You don't have to "succeed" from the world's perspective.  You don't have to win even one single person to Christ.  Noah didn't win anyone outside his own family.  Lot didn't even win his whole family.  But you do have to try.

"I have come…to save…the world."  It is very often unexpected, unwelcome, and unfulfilled.  But lastly…

 

IV.

Jesus' Message is always Uncompromising!

"I have come to save the world." Period!

No "maybes."  No "sometimes."  Peter would later preach concerning Jesus, "Salvation is found in no one else, for there is no other name under heaven given to men by which we must be saved." (Ac. 4:12).

I'm sure it would have been easier for Nicodemus to take, if Jesus had said, "Nicodemus, you're a pretty good ol' boy.  You're doing okay. I'm just trying to reach out to those others who aren't as good as you."  But apart from the saving grace found through Jesus, Nicodemus was just as lost as anybody else.  And apart from Jesus you and I are just as lost as the worst sinner in Sedalia ...or the world ...or throughout history!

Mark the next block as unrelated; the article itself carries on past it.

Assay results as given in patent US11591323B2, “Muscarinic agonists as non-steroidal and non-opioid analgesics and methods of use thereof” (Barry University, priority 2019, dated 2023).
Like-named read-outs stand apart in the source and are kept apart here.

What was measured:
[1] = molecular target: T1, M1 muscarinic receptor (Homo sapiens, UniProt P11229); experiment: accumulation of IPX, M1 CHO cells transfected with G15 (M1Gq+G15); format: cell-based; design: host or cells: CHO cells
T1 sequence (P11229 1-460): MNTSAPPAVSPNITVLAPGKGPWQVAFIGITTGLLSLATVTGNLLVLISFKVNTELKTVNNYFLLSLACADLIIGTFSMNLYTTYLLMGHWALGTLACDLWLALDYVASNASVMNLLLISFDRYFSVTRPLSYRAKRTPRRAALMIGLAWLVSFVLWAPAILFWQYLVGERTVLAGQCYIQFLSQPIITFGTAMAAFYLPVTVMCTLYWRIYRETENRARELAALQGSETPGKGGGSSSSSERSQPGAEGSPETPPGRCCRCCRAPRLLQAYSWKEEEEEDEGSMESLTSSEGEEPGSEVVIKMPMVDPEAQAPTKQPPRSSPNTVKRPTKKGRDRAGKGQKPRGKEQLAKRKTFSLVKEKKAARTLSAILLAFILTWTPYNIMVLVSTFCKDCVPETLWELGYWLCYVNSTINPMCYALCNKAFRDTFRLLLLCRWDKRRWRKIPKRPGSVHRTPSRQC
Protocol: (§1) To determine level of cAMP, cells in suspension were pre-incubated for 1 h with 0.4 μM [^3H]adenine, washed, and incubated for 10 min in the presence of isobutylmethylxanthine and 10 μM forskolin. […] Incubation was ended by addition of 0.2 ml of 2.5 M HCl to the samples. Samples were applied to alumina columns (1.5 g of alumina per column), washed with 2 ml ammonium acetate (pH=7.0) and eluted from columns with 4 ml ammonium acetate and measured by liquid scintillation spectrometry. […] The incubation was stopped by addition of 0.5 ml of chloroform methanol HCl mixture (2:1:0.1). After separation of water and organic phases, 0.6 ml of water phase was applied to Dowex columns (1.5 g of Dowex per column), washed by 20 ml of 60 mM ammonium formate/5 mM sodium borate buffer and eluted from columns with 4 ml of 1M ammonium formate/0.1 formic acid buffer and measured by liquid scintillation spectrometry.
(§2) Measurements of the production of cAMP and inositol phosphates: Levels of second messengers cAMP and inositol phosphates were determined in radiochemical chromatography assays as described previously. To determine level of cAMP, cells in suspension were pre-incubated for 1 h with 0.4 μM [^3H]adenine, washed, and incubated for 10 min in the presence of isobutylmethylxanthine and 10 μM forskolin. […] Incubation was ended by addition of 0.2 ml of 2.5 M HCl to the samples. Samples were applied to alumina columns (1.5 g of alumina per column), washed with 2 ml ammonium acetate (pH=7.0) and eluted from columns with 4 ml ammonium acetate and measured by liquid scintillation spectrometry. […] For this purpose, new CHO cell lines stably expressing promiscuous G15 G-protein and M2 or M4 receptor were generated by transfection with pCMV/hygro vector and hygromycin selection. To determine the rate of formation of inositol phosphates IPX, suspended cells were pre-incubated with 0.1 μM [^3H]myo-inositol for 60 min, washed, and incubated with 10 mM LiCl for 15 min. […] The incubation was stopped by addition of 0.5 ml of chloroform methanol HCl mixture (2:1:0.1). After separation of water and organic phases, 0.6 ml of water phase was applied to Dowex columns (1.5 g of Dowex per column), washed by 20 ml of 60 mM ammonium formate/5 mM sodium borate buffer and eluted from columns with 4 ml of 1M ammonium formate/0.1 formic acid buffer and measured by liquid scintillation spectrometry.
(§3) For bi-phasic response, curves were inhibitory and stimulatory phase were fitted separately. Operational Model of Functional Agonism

It's not easy to be a Christian…but it's worth it!  It is the only life that leads to heaven.

 

Conclusion:

God loves you…no matter how sinful you've been.  He proved it by sacrificing His Son, Jesus, on a cross so that you could be forgiven.  Now you have to accept that sacrifice on your behalf, and live for him in return.

(Adapted from a sermon by Tom Lawson delivered at O.C.C. Preaching and Teaching Convention.)